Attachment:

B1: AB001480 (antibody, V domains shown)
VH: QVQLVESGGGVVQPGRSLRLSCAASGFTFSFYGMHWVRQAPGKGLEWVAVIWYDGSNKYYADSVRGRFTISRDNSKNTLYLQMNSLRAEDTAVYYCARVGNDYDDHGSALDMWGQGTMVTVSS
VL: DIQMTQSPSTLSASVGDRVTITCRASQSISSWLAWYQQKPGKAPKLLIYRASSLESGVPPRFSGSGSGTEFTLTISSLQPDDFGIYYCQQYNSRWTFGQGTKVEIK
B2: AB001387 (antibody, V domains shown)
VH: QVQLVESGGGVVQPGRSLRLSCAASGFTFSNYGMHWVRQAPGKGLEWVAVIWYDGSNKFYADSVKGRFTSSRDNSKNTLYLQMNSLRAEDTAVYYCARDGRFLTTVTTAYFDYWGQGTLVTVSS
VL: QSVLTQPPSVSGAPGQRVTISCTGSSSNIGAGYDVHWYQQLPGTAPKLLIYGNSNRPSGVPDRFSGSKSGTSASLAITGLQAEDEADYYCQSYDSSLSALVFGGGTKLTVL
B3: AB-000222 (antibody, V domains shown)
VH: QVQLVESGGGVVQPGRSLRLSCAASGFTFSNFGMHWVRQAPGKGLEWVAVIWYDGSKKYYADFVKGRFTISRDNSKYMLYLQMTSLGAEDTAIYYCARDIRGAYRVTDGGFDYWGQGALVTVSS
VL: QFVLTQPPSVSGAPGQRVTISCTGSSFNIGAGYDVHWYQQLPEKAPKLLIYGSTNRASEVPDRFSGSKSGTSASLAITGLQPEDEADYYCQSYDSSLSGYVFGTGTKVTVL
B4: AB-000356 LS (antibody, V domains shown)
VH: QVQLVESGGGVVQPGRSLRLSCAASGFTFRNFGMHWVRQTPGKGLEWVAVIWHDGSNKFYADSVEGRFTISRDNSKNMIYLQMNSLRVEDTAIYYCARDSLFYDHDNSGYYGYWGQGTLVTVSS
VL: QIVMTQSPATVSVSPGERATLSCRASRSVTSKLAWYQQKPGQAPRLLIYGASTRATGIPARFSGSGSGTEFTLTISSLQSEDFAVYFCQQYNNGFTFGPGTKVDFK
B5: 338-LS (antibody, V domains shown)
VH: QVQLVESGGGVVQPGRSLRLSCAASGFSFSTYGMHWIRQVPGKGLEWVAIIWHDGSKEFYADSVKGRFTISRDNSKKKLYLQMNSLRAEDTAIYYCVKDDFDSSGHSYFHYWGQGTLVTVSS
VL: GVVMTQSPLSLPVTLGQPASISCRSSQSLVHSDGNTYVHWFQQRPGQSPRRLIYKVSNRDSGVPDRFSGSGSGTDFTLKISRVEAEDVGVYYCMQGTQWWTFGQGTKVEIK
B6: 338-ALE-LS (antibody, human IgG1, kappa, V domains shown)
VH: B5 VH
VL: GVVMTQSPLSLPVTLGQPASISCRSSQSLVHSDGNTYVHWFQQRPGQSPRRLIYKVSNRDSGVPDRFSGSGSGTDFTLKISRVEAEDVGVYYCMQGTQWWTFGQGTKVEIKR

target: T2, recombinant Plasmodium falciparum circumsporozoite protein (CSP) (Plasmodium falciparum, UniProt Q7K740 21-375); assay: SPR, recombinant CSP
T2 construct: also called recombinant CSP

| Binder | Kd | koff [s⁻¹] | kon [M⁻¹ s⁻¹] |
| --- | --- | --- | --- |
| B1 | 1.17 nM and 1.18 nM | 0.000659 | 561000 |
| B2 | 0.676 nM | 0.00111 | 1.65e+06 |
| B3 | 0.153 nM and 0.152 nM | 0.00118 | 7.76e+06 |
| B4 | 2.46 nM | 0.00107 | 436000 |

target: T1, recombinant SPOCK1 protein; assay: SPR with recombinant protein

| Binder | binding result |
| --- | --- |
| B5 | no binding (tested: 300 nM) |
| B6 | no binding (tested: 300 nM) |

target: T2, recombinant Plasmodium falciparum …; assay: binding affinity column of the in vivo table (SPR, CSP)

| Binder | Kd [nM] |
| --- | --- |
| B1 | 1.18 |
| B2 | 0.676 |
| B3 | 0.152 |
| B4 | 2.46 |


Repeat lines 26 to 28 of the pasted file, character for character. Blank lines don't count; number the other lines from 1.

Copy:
| B4 | 2.46 nM | 0.00107 | 436000 |

target: T1, recombinant SPOCK1 protein; assay: SPR with recombinant protein

| Binder | binding result |